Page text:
Candy Cane Lane

Director Reginald Hudlin’s Christmas film Candy Cane Lane stars two well-known actors as a married couple, Chris Carver (Eddie Murphy) and Carol (Tracee Ellis Ross). The screenplay by Kelly Younger features them as having three children, and Chris is passionate about the holidays. He handcrafts decorations for the home exterior. All the homeowners on Candy Cane Lane enjoy decorating and the competition to win the best décor in the neighborhood. Despite his best efforts in the past, he comes in second to Bruce (Ken Marino), who he superficially likes for several reasons.

Their children include two in high school and one in elementary school. They admire their father’s passion for decorating but want to avoid following in his footsteps. Joy (Genneya Walton) has her sights set on going away to college in the coming months. Their son Nick (Thaddeus J. Mixson) is in the school band with music as a career, contrary to his parents’ ideas. Their youngest, Holly (Madison Thomas), loves the holidays and hanging out with her father to decorate. He does not communicate all the truth to the family. They must be made aware of changes coming after Chris experiences a shift at work. Nor do they know that is a reason for a change in their father’s behavior – even more radical about decorating and winning the annual contest.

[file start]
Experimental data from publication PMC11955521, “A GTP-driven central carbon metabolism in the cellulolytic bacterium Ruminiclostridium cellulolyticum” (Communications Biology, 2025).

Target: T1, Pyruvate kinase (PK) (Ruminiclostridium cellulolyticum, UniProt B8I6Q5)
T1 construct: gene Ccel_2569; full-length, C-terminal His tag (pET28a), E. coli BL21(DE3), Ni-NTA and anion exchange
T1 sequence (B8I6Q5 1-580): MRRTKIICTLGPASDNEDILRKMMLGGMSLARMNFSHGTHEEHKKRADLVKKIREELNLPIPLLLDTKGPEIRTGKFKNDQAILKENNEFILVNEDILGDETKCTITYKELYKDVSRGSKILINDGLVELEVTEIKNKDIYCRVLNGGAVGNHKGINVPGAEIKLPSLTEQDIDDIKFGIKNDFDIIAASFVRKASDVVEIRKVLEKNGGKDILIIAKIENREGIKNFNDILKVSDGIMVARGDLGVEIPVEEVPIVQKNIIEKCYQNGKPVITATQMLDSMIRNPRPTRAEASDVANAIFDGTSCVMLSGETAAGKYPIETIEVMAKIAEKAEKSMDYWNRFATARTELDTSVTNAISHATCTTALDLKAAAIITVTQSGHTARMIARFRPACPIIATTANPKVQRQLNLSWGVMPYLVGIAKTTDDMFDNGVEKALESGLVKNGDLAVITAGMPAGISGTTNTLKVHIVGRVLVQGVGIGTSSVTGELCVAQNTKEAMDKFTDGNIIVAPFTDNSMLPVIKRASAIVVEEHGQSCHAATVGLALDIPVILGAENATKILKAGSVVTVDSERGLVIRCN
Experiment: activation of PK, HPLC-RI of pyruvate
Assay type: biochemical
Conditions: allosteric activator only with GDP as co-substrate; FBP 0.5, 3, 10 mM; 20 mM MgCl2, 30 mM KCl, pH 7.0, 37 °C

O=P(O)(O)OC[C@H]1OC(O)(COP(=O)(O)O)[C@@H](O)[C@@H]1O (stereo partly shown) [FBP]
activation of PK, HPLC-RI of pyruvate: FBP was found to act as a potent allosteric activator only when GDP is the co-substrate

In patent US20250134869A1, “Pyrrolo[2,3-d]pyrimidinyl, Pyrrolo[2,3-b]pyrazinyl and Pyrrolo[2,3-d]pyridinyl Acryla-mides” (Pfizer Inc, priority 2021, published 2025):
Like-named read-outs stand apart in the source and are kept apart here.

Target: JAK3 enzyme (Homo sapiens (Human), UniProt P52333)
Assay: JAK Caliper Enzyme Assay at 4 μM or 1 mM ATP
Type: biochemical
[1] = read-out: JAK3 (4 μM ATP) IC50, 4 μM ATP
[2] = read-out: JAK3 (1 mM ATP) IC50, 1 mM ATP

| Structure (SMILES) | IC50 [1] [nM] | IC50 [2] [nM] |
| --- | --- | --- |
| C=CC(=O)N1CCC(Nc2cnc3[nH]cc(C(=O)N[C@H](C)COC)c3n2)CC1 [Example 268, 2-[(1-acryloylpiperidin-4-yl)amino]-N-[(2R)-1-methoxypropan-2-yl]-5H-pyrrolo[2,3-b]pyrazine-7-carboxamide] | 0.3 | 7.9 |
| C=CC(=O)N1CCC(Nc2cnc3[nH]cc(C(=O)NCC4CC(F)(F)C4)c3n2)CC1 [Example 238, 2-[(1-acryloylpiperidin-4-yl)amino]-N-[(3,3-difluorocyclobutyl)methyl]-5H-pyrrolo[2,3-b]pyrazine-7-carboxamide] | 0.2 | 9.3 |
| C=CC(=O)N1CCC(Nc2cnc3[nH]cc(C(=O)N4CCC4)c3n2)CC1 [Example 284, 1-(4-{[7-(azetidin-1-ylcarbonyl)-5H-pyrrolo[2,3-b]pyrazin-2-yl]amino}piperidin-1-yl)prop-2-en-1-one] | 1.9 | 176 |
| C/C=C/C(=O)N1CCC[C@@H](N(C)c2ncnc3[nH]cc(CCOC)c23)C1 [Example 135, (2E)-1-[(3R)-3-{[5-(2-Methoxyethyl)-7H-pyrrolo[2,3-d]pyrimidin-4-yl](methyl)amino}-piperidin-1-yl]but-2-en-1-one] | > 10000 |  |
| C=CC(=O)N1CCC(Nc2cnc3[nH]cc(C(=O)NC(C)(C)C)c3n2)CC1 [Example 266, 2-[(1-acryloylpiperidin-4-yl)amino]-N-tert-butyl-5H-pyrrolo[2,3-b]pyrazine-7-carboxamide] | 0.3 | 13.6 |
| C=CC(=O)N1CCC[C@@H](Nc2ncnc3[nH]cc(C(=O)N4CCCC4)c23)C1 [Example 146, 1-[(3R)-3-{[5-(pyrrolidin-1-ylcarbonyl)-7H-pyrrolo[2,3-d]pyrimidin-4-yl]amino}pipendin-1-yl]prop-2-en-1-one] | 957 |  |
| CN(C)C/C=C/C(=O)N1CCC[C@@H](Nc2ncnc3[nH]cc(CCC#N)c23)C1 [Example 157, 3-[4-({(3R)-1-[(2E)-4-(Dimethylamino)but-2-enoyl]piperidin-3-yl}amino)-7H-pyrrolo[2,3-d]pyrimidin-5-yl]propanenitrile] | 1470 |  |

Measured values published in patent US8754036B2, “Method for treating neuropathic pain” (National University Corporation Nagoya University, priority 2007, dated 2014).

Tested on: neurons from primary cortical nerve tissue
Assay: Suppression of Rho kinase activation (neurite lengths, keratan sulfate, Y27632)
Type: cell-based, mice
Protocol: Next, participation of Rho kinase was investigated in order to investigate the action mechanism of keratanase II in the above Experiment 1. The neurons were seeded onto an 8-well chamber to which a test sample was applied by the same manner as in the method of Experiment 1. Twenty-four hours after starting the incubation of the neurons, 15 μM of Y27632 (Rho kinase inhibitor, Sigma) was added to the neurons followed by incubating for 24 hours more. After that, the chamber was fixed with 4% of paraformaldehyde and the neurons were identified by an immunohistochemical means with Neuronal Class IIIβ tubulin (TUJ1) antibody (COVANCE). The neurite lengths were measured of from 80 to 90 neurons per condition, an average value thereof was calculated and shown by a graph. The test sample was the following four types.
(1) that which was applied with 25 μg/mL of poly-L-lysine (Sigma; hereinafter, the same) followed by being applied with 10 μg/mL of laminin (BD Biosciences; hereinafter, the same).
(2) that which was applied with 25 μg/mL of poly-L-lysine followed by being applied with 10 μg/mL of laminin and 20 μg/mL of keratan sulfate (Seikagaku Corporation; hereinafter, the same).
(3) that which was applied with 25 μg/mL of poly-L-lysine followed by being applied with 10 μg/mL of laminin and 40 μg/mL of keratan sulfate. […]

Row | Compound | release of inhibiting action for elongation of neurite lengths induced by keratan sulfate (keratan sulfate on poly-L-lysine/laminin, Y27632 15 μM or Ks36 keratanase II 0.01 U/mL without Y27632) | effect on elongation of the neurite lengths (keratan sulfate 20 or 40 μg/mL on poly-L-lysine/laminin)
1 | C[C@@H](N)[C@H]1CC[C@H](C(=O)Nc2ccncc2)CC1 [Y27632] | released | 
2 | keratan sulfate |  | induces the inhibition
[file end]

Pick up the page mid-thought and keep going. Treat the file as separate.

His goal blinds him, so he does not take Holly to school; instead, they search for inspiration and decorations. They stop at an isolated/independent store dedicated to everything Christmas. Greeted by the manager, Pepper (Jillian Bell), she is strangely eager to sell the wares and to have him sign a receipt that appears to be the length of a ream of register tape. Chris unthinkingly signs without bothering to read the fine print that is about to change the family’s life.

The holiday story takes a turn for a fantasy/nightmare with enough to remain in the PG rating. The change begins after Chris takes home the massive load of items he bought. He thinks vandalism at first by those who don’t want him to win. He discovers it is quite something else when the great purchase rapidly haunts him and the family.

Among the great performers are Murphy and Ross and Jillian Bell, who does a fabulous job portraying the disgruntled individual behind a smile. In addition, two local news anchors, played by Danielle Pinnock and Timothy Simmons, are exceptional as they provide on-air coverage of the decorating contest. I certainly want to view them in their other comedic works. I can’t fail to mention the great voice actors for the people who live in the Christmas villages in Pepper’s store, Nick Offerman, Chris Redd and Robin Thede. They have some fun dialogue that brings some good humor to the story.

Rated PG, runtime 1 hour 57 minutes and release date: Friday, December 1 (Prime Video)

Producer: Ron Howard, Brian Grazer, Eddie Murphy, Karen Lunder, Charisse M. Hewitt

Source: Distributor: Amazon Studios

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